You, or a nurse, would need to collect some of your child’s urine in a small, clean container for a urine test. A dipstick will be dipped into the urine – this is a strip with chemical pads that change colour depending on what substances are in the urine. The sample may also be sent to a laboratory for more accurate tests.

Blood tests

As well as various scans, your child may have some blood tests. This gives an idea of how well the kidneys are working.

PUJ treatment before and after birth

In most cases, no treatment before birth is needed. The delivery may need to take place at a centre where urgent surgery could be undertaken if it were needed, but this is rarely required.

After birth

This depends on findings from the antenatal ultrasound scans and tests after birth. In most cases, babies can be discharged home a short time after birth. Rarely, babies need to be moved to a neonatal unit, an area of the hospital for newborn babies, for monitoring and treatment.

Preventing and treating urinary tract infections (UTIs)

Some babies may be at higher risk of urinary tract infections (UTIs). If your baby is found to have hydronephrosis during your pregnancy then after birth, he / she is likely to be prescribed some antibiotics. These are sometimes referred to as prophylactic antibiotics. This means that a low dose of antibiotic is given every day to prevent urine infections. These may be stopped later on the advice of your doctor if the scans that are done are reassuring.


If the kidney scans show that the kidney is very swollen or not working well, then your child may be referred to a paediatric urologist (a surgeon specialising in operations on the urinary system in children). They will consider whether an operation called a pyeloplasty is needed. This operation may also be considered in older children if they have PUJ obstruction and have symptoms

A pyeloplasty is an operation performed under general anaesthetic to remove the narrowed PUJ and then connect the pelvis of the kidney back to the healthy ureter. The operation can either be done keyhole (laparoscopy) or with open surgery. Your surgeon will discuss with you, which method is most appropriate for your child.

In the future

Your child should be able to do all of the things that other children their age do. Your child should be able to go to nursery and school, play with other children and stay active.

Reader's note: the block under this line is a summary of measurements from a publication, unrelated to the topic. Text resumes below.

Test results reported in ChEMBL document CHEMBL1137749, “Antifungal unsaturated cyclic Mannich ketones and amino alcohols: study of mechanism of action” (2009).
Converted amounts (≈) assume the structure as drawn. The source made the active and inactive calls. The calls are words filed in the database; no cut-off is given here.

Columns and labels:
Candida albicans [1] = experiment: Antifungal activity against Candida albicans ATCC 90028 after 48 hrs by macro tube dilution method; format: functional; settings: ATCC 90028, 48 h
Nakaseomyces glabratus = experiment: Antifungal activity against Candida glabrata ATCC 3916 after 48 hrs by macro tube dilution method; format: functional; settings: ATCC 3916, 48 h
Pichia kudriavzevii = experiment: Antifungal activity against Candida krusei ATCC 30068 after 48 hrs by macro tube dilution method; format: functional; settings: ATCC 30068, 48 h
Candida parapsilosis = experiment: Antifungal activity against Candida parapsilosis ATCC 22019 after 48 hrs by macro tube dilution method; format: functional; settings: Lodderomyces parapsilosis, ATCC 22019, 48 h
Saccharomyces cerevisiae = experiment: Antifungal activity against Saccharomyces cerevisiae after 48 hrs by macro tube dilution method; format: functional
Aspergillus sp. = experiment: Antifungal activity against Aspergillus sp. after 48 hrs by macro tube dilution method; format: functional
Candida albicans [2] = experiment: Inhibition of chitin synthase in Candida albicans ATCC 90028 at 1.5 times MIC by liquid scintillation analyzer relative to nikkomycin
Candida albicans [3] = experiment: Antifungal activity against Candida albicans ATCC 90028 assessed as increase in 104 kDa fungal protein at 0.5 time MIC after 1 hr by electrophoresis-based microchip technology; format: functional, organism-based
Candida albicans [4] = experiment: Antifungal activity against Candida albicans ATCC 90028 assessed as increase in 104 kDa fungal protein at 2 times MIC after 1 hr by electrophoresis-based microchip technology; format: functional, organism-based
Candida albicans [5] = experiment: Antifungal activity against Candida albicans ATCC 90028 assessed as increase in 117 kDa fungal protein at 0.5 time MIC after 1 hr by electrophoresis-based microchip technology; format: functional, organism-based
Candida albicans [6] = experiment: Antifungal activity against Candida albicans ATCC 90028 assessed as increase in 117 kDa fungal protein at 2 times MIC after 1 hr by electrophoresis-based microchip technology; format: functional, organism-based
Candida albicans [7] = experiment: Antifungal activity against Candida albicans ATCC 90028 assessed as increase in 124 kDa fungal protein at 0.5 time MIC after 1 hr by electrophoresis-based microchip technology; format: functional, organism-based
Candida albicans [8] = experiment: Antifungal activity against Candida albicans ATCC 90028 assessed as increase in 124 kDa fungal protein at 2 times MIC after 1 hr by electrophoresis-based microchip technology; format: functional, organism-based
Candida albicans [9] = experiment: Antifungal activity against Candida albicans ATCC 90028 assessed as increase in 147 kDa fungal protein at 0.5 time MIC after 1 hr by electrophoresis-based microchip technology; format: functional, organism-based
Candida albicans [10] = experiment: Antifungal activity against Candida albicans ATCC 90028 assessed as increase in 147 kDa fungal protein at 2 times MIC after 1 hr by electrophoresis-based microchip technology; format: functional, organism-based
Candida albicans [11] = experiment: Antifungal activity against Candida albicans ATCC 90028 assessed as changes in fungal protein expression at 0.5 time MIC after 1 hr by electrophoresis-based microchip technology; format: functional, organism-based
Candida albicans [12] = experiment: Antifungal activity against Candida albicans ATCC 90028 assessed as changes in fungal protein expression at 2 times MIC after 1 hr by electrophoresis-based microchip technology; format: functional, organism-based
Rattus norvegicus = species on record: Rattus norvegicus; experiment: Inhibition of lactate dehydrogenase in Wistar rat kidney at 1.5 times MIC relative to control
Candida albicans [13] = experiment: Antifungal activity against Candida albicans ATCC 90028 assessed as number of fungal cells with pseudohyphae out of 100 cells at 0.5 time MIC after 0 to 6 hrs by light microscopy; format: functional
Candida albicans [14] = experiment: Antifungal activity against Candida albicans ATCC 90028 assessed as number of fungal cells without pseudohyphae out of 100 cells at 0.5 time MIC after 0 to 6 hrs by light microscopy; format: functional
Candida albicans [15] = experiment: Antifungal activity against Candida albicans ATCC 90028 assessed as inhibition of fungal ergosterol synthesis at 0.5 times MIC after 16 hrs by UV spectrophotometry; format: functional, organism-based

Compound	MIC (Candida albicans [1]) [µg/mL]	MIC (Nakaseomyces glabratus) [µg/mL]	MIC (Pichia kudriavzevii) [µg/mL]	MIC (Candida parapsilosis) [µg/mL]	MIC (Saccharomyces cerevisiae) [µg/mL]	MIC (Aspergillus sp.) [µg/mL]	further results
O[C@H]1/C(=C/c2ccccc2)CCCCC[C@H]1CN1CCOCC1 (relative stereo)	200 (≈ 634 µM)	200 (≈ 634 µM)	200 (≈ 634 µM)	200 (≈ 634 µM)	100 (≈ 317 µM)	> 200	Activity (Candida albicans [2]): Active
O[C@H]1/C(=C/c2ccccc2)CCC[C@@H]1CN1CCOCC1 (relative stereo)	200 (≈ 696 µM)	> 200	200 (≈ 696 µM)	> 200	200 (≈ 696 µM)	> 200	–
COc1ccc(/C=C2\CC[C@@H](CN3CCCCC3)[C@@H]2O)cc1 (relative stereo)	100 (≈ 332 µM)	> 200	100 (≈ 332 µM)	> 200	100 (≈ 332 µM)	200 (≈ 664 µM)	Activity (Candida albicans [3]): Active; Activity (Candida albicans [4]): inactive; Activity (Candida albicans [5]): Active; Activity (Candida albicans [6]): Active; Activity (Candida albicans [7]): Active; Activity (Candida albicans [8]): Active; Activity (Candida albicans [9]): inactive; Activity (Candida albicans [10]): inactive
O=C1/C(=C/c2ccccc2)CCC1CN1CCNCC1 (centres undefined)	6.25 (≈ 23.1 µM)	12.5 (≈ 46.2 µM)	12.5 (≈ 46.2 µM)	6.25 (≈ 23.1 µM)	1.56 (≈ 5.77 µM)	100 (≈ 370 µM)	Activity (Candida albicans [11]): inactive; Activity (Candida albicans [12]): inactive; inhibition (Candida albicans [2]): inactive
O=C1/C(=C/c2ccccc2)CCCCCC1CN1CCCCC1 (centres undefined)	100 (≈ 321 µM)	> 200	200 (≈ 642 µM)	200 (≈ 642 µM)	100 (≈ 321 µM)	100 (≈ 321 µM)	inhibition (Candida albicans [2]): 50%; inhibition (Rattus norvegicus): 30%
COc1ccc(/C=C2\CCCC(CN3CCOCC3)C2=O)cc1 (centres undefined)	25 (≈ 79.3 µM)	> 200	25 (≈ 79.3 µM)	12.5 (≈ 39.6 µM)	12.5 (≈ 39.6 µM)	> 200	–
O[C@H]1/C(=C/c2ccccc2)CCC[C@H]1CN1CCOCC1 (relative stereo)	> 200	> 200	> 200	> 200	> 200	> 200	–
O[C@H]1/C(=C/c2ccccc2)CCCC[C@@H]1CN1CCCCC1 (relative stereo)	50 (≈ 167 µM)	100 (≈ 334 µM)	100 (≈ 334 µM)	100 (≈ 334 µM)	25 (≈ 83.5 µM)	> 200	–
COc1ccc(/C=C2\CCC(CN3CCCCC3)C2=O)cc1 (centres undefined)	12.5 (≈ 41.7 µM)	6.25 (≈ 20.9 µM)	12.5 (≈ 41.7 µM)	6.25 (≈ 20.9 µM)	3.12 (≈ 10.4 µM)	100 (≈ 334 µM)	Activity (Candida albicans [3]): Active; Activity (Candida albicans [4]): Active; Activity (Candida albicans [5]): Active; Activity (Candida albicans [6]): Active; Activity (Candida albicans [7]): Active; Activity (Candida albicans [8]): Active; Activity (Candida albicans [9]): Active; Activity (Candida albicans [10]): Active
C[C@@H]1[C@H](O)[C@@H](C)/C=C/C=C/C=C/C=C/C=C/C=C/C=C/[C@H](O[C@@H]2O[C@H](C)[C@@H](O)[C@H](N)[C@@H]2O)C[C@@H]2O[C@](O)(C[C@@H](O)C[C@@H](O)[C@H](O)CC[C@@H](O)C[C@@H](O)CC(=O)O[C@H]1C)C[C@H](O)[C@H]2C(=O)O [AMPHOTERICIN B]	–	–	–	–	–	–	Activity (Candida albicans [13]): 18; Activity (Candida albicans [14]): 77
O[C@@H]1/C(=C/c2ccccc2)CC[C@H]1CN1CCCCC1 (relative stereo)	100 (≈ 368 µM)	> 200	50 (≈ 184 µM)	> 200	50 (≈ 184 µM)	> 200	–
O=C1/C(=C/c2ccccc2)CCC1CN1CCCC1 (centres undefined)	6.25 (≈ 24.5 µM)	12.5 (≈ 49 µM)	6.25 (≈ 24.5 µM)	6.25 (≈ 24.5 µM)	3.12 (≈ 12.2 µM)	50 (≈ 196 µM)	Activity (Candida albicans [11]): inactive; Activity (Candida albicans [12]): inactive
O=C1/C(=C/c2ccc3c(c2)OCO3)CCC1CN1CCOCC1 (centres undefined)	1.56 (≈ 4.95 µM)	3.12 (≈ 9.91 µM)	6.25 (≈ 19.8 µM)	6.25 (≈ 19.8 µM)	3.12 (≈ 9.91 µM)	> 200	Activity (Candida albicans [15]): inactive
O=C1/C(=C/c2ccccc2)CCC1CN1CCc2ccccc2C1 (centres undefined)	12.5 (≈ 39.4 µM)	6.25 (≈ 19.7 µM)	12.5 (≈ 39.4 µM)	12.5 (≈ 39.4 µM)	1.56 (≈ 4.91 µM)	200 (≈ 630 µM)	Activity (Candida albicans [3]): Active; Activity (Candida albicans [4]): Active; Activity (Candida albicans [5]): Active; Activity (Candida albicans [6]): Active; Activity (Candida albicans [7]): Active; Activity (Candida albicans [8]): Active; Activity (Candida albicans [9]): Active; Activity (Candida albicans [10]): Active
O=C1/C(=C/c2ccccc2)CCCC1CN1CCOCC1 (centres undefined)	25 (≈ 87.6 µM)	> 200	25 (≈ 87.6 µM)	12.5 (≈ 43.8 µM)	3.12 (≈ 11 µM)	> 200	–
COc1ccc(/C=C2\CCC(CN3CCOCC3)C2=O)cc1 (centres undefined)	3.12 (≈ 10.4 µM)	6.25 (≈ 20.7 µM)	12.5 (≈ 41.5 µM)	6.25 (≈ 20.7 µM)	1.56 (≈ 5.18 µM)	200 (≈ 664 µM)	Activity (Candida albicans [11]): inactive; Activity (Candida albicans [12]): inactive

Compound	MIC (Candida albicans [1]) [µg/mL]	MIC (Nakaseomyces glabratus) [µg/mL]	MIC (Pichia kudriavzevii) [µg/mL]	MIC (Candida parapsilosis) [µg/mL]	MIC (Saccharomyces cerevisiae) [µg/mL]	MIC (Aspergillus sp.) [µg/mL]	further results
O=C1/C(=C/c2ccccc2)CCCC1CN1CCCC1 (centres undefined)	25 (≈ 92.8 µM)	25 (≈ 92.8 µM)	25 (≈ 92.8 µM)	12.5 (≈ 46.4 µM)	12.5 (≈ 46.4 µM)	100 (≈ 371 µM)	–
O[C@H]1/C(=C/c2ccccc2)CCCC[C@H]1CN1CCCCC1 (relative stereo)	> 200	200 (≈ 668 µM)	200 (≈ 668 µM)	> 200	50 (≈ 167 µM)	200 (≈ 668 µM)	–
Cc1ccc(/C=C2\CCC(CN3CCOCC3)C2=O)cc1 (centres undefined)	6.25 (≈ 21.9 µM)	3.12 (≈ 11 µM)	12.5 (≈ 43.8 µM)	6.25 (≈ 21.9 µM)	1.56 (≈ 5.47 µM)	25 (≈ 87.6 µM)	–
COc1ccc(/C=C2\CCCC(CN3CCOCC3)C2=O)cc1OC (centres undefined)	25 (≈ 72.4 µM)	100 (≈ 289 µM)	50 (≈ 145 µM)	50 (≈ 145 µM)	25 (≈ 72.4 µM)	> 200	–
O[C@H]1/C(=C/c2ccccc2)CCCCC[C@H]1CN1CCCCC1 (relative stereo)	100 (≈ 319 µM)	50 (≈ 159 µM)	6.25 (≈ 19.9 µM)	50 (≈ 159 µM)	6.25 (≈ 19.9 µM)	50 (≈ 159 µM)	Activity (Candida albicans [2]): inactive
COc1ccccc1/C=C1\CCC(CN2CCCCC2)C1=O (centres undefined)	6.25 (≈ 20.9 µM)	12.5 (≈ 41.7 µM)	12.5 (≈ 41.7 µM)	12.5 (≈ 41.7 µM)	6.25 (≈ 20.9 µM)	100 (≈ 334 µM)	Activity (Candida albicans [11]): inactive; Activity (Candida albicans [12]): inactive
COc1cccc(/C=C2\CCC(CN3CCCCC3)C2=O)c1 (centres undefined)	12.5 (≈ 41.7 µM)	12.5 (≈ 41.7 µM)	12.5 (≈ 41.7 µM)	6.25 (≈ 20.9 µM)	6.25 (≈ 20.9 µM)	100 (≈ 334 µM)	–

Follow up

Your child will be followed up by healthcare professionals, usually at a hospital. This may be a paediatrician (a children’s doctor), a paediatric nephrologist (a specialist in kidney care) or a paediatric urologist. Your child will have regular monitoring scans, usually every 3-6 months over the first few years of life, although this may vary slightly in different hospitals.

Long-term effects

In most babies and children, the degree of swelling is mild, and doesn’t progress over the first few years of life. At this point, scans will stop and nothing will need to be done unless your child developed symptoms. A very small number of children develop long-term problems with their kidneys and will need specialist follow-up throughout life.

Will it happen in future pregnancies?

PUJ dysfunction is not a condition that is inherited. This means that it is unlikely that a future pregnancy will be affected. However, if you have any concerns then speak with your doctor for more information.

Further support

This can be a difficult and stressful experience for you and your family. If you have any concerns or need additional support, speak with your doctor or nurse.

More information

  • Tests and diagnosis

    Find out more detail about some of the tests used to diagnose or investigate kidney conditions.

  • Urinary tract infection (UTI)

    Urinary tract infections happen when germs get into the urine (wee) and travel into the urinary tract.

  • Kidney paediatric healthcare teams

    Understand who the members of your child's kidney healthcare team will be.